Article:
I grew up around cameras. My father is a professional photographer; he had cameras of all types and sizes for all occasions and used them often. My own first “real” camera was a $20 35mm Yashica I took with me on my overseas studies in college, along with dozens of rolls of slide and print film. Some years later, for my travels around the Pacific, I upgraded to a Konica SLR and shot many more dozens of rolls. With so many frames of negative and slide film, the best way I found to organize them was archival sleeves and shelves of three-ring binders. This worked well enough for a couple thousand physical items, but in the mid-1990s, a new way to take pictures emerged, bringing with it its own storage problem: digital photography.
I took my first digital pictures with an Apple QuickTake 150 in 1995. Its resolution was only 640×480 and the fixed 1MB memory could only hold 16 pictures, but it was the first time I didn’t have to wait for film to be developed nor did I have to worry about running out of film. It didn’t take more than a few weeks of using it for me to realize that I was starting to gather a large number of files with essentially random and arbitrary names. I tried giving them meaningful name prefixes but was unable to name and file the pictures as fast as I took them. Even though the camera only held 16 images, I would take a monochrome Macintosh Powerbook 160 into the field with me to dump the pictures from the camera as it filled up. Fortunately for me, at the same time, early CD-ROM burners were also appearing on the market, and while they offered low-cost-per-byte backup, early CD-ROM burning software had its limitations. In particular, unlike today, burning discs to be read on multiple platforms meant sticking with the common denominator of 11-char filenames with file extensions, otherwise known as 8.3 Filenames.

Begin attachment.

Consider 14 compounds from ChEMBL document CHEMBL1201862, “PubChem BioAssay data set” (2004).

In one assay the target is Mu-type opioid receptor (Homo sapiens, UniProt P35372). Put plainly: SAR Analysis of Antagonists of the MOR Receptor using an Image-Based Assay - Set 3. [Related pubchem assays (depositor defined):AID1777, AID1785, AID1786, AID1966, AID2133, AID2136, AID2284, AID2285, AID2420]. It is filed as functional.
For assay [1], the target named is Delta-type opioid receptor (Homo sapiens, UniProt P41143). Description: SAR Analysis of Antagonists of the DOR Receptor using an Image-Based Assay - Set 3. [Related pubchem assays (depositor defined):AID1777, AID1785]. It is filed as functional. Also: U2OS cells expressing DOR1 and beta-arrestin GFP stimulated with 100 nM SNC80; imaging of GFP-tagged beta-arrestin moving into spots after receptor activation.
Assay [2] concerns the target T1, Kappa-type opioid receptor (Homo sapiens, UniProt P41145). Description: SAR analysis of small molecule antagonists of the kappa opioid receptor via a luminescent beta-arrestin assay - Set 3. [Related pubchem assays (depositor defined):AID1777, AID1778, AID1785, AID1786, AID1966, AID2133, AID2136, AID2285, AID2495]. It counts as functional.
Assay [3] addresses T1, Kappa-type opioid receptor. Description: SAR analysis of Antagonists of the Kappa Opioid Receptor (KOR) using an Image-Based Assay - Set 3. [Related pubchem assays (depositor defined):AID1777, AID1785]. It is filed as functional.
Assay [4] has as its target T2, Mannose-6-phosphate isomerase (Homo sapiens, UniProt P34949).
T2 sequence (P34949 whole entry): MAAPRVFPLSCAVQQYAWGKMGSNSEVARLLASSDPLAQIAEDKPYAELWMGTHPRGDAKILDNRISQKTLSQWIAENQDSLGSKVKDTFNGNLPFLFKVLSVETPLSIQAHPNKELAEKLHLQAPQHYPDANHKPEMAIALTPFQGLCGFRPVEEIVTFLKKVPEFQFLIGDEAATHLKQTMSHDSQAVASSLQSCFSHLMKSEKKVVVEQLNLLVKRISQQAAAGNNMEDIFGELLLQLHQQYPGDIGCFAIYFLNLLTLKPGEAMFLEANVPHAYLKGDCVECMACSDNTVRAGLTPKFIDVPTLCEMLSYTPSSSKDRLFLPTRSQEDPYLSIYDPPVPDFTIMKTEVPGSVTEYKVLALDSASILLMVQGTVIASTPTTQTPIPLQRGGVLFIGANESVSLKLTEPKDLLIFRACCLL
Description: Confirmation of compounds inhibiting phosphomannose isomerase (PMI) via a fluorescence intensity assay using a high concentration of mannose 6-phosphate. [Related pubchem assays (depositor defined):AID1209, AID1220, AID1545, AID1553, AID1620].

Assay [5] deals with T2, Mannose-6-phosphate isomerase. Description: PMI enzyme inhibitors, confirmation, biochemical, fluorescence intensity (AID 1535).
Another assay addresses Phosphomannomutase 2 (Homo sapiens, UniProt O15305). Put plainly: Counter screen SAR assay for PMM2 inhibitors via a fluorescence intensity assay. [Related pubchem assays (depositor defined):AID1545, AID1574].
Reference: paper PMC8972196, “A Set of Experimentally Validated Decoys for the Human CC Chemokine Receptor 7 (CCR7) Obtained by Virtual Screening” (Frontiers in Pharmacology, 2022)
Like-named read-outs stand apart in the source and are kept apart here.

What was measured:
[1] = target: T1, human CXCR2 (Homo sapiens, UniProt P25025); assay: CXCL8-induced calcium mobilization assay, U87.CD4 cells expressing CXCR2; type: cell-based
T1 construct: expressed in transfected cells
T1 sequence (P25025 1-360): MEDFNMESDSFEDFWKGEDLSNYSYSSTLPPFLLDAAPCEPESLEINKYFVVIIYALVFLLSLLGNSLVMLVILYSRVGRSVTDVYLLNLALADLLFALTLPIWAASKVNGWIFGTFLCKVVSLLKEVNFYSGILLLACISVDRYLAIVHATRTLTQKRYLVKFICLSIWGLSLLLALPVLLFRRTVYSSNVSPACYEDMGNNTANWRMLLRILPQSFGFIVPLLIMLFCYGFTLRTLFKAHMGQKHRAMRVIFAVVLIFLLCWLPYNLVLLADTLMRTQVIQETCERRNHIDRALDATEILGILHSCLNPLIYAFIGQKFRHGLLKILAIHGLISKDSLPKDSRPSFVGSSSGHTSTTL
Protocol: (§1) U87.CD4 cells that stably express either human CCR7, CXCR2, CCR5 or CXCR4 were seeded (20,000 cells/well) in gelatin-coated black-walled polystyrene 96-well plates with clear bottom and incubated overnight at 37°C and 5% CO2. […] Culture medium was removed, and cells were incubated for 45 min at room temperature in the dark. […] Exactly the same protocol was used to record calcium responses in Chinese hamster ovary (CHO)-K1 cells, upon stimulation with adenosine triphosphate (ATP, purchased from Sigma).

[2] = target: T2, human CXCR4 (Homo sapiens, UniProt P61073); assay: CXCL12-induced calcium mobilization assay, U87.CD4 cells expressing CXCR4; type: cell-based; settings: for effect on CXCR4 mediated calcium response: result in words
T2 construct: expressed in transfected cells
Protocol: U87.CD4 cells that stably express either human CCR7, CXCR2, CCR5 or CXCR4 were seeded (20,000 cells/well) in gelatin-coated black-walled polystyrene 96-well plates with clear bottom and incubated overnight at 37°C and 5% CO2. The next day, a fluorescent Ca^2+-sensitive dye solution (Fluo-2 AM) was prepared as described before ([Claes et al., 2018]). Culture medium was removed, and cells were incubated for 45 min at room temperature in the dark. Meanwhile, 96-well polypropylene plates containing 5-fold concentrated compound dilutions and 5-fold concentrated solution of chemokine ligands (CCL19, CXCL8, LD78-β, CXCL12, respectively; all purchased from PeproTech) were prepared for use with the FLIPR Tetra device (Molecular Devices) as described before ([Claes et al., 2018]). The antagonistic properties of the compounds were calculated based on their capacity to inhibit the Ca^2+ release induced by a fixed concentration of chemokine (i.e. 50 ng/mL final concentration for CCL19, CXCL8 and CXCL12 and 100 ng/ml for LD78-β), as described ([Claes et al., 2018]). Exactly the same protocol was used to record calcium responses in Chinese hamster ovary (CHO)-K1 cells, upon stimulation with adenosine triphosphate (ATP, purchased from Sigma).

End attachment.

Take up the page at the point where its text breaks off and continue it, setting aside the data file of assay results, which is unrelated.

My challenge was to come up with a scheme by which I could have hundreds or thousands of image files with unique names but, due to the file extension taking up 3 characters, I only had 8 characters of my own to work with. After a bit of brainstorming, I came up with a way to take the year, month, day, hour, and minute from the filesystem timestamp on the computer I used to dump the camera and add a “sequence identifier character” (bringing the total to 13 characters), but represent it in only 8 characters. The trick was one I’d worked out years before for an application I’d written under RT-11 for the PDP-11 where I had to keep track of quiz responses by employee badge number, but the badge numbers were 4 digits and under the simple RT-11 filesystem, I only had room for 3 unique digits in the filenames. I solved that by encoding the numbers from 0000-9999 (decimal) as 000-9OF (in “base 32”). The key for my current namespace dilemma was to crush down all the information in a full datestamp in a similar fashion.
Flying in the face of Y2K, I chose to go with 2-digit dates. I am unlikely to have over 100 years of digital pictures, so that seemed a simple expediency. Next, I encoded the month as a single letter, the day as a single letter (later relaxed to 2 decimal digits once 8.3 was a distant, painful memory), the hour as a single letter, then for ease of visual decoding, kept the minutes as two decimal digits and had one character position left over to help me keep track of which picture in a run was taken “first” (and to handle multiple pictures taken in the same minute). Put all together, it looks something like this:
# Filename form - YYMDHMMN.ext # # Where... YY = two-digit year # M = month (a-l) # D = day (1-9, a-u) # H = hour (0-9, a-h) # MM = minute (00-59) # N = sequence (a-z)
123c944a.jpg == 2012 Mar 12 09:44 shot 1
95blf13c.jpg == 1995 Nov 21 15:13 shot 3
Those early Apple QuickTake 150 images were just simple Macintosh PICT-format files, and even later cameras like the Kodak DC40 and the Kodak DC50 produced better pictures in other formats, but I was still dependent on maintaining the original datestamps from the camera download process to provide input to my filename encoding system. After a few years, the digital camera industry caught up to me when they started embedding EXIF data in the image files, including a timestamp when the picture was taken. The first camera I bought with that feature was also my first DSLR, a 4MP Olympus E-10, in 2003, that I still have and still use. In just under 10 years, I’ve taken nearly 9,000 photos with it, according to its own file naming scheme.
With that number as a starting point, I’m confident I’ve renamed well over 10,000 photos in the manner described here. One peripheral advantage to this method is that I can look at a picture on my webpage and at a glance tell you the exact date and time it was taken, even one from seventeen years, two months, nine days, five hours and six minutes ago.